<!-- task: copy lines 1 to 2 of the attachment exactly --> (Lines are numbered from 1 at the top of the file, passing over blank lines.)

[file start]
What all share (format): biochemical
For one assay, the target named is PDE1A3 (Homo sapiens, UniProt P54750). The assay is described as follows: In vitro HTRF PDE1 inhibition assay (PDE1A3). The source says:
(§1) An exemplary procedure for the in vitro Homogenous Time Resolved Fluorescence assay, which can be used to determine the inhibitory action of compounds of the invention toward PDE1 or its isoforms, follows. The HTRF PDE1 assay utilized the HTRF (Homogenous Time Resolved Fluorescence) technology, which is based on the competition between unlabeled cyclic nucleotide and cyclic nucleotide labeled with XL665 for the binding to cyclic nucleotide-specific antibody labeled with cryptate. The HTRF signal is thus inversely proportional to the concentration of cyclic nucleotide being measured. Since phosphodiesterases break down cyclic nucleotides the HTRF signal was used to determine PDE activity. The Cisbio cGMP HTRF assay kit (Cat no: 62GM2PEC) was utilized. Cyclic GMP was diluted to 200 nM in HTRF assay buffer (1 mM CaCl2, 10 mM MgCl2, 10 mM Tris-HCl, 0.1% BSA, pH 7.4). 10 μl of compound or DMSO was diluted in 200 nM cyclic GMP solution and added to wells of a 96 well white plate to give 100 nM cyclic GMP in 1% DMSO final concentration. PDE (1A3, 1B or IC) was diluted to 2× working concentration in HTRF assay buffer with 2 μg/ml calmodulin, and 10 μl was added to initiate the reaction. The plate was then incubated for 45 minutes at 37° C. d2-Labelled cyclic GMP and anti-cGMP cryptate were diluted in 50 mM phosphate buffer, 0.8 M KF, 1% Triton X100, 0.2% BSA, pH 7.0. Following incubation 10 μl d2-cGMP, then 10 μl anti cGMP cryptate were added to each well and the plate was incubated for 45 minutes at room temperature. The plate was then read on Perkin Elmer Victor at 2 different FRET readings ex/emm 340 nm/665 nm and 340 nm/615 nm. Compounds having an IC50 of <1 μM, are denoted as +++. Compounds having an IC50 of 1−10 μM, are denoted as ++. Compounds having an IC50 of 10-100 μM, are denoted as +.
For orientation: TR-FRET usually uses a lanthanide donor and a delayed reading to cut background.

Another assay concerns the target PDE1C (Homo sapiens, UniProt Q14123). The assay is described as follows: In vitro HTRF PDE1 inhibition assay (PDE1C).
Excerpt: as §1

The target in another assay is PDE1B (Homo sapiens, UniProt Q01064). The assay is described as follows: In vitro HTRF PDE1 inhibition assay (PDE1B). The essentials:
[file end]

What all share (format): biochemical
For one assay, the target named is PDE1A3 (Homo sapiens, UniProt P54750). The assay is described as follows: In vitro HTRF PDE1 inhibition assay (PDE1A3). The source says: